The court’s order denounced Internet Archive’s CDL theory as clear copyright infringement and unequivocally rejected Internet Archive’s fair use defense. Considering the first fair use factor, the court explained that “[t]here is nothing transformative about IA’s copying and unauthorized lending of the Works in Suit” because it did not alter the purpose and character of the books “with new expression, meaning or message.” In the court’s view, digitally reproducing and distributing the books plainly violated the publishers’ exclusive rights.
The court also found that the three remaining factors clearly favored the publishers. Regarding the nature of the works, the court explained that creative works such as the fiction books involved in the case are at “the core of copyright’s protective purposes,” and even the accompanying nonfiction books have creative value in the “subjective descriptions and portraits … whose power lies in the author’s individualized expression.” Addressing factor three, the court found that Internet Archive copied and disseminated the entirety of the books at issue. Finally, considering the fourth factor, the court explained that the publishers were deprived of benefiting from a “thriving ebook licensing market for libraries” as a result of Internet Archive’s rote, unlicensed copying and lending of their works.
The Internet Archive recently filed an opening brief in its appeal of the decision, but it’s hard to see how it could convince a court to embrace such a thoroughly rejected justification for infringement. However, it’s not surprising that the Internet Archive is eager to challenge the adverse decision, given that it is facing a similar lawsuit related to the unauthorized digitization and distribution of sound recordings owned by Universal Music Group and other record labels.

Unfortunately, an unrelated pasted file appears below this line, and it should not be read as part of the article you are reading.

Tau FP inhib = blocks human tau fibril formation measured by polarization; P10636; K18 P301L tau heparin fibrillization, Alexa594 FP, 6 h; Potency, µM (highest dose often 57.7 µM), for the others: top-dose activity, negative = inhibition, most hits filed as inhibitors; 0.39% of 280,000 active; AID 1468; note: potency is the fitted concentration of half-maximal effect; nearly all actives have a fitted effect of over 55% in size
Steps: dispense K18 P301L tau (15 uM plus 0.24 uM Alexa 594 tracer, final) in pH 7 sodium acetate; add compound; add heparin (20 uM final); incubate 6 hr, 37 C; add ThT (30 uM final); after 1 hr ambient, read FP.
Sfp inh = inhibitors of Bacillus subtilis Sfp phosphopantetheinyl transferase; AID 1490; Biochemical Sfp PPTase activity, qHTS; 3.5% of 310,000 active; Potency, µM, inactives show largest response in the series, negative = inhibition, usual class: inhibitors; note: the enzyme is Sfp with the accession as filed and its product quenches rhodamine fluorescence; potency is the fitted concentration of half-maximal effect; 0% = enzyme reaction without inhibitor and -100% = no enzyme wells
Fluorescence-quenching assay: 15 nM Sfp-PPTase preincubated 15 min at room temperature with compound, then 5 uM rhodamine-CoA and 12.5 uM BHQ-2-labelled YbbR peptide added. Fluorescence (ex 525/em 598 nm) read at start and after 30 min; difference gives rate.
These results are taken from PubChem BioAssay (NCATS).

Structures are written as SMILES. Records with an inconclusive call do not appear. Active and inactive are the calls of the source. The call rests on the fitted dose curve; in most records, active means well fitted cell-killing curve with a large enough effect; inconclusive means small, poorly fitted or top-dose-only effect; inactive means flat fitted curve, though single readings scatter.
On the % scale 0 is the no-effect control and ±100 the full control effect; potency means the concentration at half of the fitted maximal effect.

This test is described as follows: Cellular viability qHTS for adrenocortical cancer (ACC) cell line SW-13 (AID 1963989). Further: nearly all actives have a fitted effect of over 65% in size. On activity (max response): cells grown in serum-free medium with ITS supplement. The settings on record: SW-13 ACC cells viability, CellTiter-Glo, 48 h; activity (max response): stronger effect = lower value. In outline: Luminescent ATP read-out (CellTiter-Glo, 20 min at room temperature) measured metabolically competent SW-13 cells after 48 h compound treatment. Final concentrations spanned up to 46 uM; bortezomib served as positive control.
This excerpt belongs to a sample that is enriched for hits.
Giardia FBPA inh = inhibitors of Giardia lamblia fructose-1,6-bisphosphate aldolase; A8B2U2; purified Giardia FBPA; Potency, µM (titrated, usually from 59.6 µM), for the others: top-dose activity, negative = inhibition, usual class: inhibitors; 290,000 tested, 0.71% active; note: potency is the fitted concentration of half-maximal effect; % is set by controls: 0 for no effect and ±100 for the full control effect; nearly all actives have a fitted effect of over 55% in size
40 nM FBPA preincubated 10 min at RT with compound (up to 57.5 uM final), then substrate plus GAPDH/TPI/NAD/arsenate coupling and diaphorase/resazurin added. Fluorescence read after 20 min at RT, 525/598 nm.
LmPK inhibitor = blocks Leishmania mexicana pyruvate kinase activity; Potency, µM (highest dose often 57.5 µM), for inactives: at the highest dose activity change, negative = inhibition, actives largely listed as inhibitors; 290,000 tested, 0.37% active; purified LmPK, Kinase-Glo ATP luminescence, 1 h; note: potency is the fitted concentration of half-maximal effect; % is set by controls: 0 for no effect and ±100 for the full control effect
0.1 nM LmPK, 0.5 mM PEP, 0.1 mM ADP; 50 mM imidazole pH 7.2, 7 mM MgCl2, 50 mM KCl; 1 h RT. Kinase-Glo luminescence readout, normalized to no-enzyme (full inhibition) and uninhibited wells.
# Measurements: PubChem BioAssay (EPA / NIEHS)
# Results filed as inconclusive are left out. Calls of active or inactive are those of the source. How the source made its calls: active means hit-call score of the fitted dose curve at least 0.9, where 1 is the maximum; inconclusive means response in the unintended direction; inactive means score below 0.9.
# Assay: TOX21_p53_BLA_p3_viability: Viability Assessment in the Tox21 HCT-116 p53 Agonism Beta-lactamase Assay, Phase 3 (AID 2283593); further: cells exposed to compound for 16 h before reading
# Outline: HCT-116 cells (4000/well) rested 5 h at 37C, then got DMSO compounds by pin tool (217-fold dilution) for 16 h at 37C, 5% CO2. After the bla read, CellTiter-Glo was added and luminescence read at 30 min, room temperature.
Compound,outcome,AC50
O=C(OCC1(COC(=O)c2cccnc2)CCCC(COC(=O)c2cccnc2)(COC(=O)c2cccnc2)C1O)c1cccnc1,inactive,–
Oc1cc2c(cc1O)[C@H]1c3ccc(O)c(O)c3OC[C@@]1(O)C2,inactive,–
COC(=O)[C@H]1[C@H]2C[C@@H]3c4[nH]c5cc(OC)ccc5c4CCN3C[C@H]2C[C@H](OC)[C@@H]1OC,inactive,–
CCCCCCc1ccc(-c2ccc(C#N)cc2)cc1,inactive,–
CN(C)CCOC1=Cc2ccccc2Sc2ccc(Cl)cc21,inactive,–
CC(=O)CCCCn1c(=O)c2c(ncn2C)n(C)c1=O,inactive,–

Protection of Safety Standards and Codes Suffers Setback
In September, the U.S. Court of Appeals for the District of Columbia issued an opinion in American Society for Testing Materials (ASTM) v. PublicResource.org, holding that the noncommercial distribution of privately-authored safety codes and standards that are incorporated by reference into law qualifies as fair use. The case was initially brought in 2013 by ASTM and other Standards Development Organizations (SDOs) against PublicResource.org, an organization that digitized and posted to the internet many of the SDOs works without authorization. In 2017, the District Court for the District of Columbia found that PublicResource.org’s activities did not qualify as fair use and ordered the posted materials to be taken down from its website. However, over the next five years, the case was appealed, reversed and remanded, and eventually the Court of Appeals for the District of Columbia affirmed a decision that PublicResource.org’s reproduction and dissemination of most of the works at issue qualified as fair use.
Unfortunately, the court misapplied the fair use factors and the decision disregards the harm to existing and potential markets for the works of SDOs. In an amicus brief filed in support of ASTM, we explain that allowing PublicResource.org to copy and distribute the copyrighted works of SDOs—which they invest much time and resources into developing—would effectively manufacture a carve-out from the protections guaranteed by copyright law. While we support making federal, state, and local laws accessible to the public, our brief points out that SDOs already make these codes available, and the fact that they are incorporated into laws does not strip them of copyright protection.